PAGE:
Mother’s rage at mocking Marine instructors she blames for son’s death: ‘Foul language and unthinking comments’ are linked to railway line tragedy in official report seen by Mail
- Royal Marine instructors constantly mocked Connor Clark, 18, before his death
- The military conducted an investigation into the events leading to his death
- Connor, from Norwich, was found dead last year on a railway line in Devon
- His mother Tracy Clark blamed the Royal Marine trainers for her son’s death
A teenage Royal Marine recruit found dead on a rail track faced relentless abuse from trainers, the Daily Mail can reveal.
Instructors constantly mocked Connor Clark, 18, in the weeks before he was hit by a train near his base.
An official report – which has not been made public but has been seen by the Daily Mail – concluded the abuse may have led to his death last year.
The dossier, including testimonies of recruits who claimed they faced the same barrage of abusive language, has been submitted to a forthcoming inquest.
Connor Clark, pictured aged 14 in 2016 with his mother Tracey, left, complained of bullying during his Royal Marine Commando pre-selection training in June 2021
Ms Clark, pictured with Conor in Twickenham in 2011, believes the Commando trainers are responsible for her son’s death
Ms Clark, pictured, claims the Royal Marines were responsible for her son’s death
Ms Clark, pictured, believes her son would still be alive if a doctor had medically discharged him
It states: ‘The general use of foul language and unthinking comments by some instructors towards recruits was commonplace… and may have been a contributing factor in Connor’s death.’
In a note he left behind, Connor said a captain and a corporal crushed his self-esteem. He wrote: ‘I am not strong. I am weak. I am a slacker. I am slow. I am dim-witted. The captain and corporal have expressed this to me both implicitly and explicitly.’ Connor, of Norwich, died after starting a four-week course at the Commando Training Centre Royal Marines (CTCRM) in Lympstone, Devon, on May 25. The fitness and weapons course is used to select recruits for full training.
Other recruits said Connor was picked on for failing locker and kit inspections. The report describes an incident two days before his death when he self-harmed to get out of a lecture by the corporal he would mention in his note.
Connor felt this instructor disliked him, so he cut himself and went to the medical centre, where he admitted self-harming and asked three times if he could be signed off to go home. Instead, a doctor passed him as fit for training. His mother, Tracy Clark, said he arrived late for the class, adding: ‘The corporal called him a “f****** c***” for being late and a “f****** p****” for needing to go there for a “f****** scratch”.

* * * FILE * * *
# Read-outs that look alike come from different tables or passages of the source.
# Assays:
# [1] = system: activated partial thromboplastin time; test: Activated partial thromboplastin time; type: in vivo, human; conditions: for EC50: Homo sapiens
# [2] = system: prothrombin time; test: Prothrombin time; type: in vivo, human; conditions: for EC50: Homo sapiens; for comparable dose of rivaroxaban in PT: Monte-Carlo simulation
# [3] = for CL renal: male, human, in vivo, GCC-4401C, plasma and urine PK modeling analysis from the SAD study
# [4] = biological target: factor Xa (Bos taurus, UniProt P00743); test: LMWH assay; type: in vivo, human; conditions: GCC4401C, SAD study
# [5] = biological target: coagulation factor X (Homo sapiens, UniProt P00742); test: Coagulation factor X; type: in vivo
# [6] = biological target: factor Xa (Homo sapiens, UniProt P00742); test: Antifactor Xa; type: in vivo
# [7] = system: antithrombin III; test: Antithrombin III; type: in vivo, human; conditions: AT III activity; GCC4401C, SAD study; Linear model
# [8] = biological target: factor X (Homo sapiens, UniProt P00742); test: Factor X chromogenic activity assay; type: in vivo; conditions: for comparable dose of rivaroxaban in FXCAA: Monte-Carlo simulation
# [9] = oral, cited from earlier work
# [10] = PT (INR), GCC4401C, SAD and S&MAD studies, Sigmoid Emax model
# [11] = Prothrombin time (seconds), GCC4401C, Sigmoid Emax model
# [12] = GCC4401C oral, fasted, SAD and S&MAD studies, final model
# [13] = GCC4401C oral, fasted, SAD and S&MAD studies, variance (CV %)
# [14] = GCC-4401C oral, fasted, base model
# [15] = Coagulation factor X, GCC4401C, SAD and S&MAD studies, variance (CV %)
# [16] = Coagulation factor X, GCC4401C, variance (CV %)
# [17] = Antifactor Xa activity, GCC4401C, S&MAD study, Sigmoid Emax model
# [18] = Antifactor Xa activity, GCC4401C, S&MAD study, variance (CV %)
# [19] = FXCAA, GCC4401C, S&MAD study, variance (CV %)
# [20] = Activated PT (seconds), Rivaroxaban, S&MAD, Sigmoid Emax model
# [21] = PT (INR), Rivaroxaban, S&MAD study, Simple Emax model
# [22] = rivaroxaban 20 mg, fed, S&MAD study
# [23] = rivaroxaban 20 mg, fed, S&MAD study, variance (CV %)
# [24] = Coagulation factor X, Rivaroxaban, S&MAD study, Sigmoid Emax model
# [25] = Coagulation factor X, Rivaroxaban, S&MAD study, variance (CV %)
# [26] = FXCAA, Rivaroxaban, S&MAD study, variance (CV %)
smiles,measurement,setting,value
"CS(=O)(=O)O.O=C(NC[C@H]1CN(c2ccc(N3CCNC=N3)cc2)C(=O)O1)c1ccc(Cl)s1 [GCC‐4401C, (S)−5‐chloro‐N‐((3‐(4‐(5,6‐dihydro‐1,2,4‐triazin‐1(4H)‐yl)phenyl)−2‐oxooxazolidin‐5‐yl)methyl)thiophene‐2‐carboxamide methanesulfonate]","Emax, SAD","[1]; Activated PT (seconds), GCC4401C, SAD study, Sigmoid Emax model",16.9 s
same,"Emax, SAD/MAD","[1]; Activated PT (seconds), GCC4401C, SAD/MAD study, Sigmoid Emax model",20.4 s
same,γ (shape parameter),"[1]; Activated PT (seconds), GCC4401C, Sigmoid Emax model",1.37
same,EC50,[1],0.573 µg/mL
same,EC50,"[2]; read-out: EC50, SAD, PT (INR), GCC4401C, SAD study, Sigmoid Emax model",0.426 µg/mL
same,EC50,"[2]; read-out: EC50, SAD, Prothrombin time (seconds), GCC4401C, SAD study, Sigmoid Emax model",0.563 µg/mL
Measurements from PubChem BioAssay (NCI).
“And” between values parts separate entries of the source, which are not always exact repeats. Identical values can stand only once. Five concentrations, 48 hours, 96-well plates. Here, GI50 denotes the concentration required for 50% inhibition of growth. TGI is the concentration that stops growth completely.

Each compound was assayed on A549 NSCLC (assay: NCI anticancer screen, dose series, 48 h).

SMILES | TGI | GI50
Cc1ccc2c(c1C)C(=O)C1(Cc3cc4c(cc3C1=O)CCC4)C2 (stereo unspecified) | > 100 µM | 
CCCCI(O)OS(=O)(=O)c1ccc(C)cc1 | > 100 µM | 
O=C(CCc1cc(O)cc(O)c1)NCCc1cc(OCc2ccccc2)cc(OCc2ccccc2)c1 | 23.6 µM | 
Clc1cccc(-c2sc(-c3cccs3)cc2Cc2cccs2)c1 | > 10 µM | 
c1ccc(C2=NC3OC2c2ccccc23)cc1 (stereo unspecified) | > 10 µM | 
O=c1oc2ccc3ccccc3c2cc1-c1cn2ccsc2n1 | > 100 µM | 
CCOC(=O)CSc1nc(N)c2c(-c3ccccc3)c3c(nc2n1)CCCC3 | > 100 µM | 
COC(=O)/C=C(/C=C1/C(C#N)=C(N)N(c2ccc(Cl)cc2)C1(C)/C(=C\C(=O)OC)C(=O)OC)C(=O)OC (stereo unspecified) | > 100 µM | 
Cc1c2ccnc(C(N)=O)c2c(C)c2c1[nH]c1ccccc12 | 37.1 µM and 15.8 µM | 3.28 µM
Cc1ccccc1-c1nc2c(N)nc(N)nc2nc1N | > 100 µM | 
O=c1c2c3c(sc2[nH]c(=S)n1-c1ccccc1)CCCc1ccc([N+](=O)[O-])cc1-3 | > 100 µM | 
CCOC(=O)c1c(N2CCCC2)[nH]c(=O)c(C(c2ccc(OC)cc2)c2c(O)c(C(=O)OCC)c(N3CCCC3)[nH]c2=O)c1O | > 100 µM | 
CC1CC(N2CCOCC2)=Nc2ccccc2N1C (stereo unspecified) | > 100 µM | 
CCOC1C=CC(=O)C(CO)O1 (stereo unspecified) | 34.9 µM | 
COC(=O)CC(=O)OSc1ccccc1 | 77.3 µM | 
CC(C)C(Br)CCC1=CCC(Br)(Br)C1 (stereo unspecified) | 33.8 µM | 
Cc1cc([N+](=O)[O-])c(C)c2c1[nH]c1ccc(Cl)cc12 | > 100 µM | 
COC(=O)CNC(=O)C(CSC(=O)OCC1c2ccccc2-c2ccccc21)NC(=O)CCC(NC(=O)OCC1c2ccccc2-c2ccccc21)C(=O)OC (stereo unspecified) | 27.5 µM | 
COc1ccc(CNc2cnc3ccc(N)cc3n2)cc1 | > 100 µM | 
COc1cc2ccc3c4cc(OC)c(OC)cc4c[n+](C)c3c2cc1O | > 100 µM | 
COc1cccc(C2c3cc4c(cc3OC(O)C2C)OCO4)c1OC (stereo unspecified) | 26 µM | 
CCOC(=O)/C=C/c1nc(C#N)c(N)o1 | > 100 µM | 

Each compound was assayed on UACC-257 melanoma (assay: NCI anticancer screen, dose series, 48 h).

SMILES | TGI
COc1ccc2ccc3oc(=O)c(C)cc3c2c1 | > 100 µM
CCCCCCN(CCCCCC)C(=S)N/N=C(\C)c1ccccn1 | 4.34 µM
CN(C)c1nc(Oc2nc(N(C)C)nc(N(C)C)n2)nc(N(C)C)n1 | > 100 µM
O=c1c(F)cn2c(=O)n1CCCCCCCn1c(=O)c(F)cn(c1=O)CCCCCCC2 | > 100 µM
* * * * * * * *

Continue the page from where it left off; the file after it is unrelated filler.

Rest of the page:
‘That corporal should hang his head in shame. It sickens me. These instructors were to blame for my son’s death – and haven’t been disciplined, even though the Marines’ report is so damning.’
As a fit rugby player and swimmer, Connor seemed well placed to achieve his childhood dream of earning a green beret. But in less than three weeks he was having suicidal thoughts. On the morning of his death he wrote: ‘Mum, I hate myself for the pain this will cause you, but I can’t go on.
‘I thought I would be a strong, fit and dedicated recruit. But I am just the one who cuts himself to get into the medical bay.’
Miss Clark, an endurance swimming coach, has tried to investigate his death. Liaison officers who visited her home were accompanied by a lawyer who qualified answers to her questions in case they conceded legal liability for Connor’s death.
Connor Clark, pictured aged 14 in his Army Cadet uniform wanted to become a Royal Marine Commando
Ms Clark said her son and others were mistreated on the pre-selection course
But she said the report showed how her son and others were mistreated, adding: ‘CTCRM was a culture shock. He made mistakes, but that is how we learn.
‘On the parade square, he missed a step and an instructor told him to “f*** off and go home”. If only he could have done so. He’d had six hours’ sleep in three days, so mistakes… were understandable.
‘He used to really struggle with locker inspections. I was proud of him for sticking at it, but I feel the doctor should have intervened. Connor wanted to be medically discharged as this was the only way out. Otherwise, he was trapped. It is heart-breaking the doctor turned him down.’
He reached crisis point on Friday, June 11 – the end of the third week of training. Trainees were given ‘shore leave’ in Exeter the next day. But they had to pass a locker and kit inspection.
Miss Clark said: ‘I spoke to him on the Friday evening and he said other trainees thought his locker was perfect.
‘But later he realised he couldn’t find his blank firing adaptor, a piece of metal which fitted on the end of his rifle. He was looking for it everywhere and missed a meeting at 11pm with other trainees to plan what to do while on shore leave.
‘At 0030hrs he was seen searching through bins for it. A recruit told him not to tell the captain or the corporal or everyone’s leave would be cancelled.’
Connor would be found dead the next morning.
The report into the tragedy shocked commanders into action.
Instructors had to have enhanced training, and recruits were told they could quit if they wished.
They were also given more access to their mobile phones – Connor only had his for 15 minutes a day.
The Royal Marines said: ‘We remain deeply saddened by the death of Recruit Connor Clark.’
Suicide rates across the Armed Forces are rising sharply. Connor’s death was followed in October 2021 by the suicide of Major General Matt Holmes, who shot himself after being ousted as Royal Marines Commandant General.
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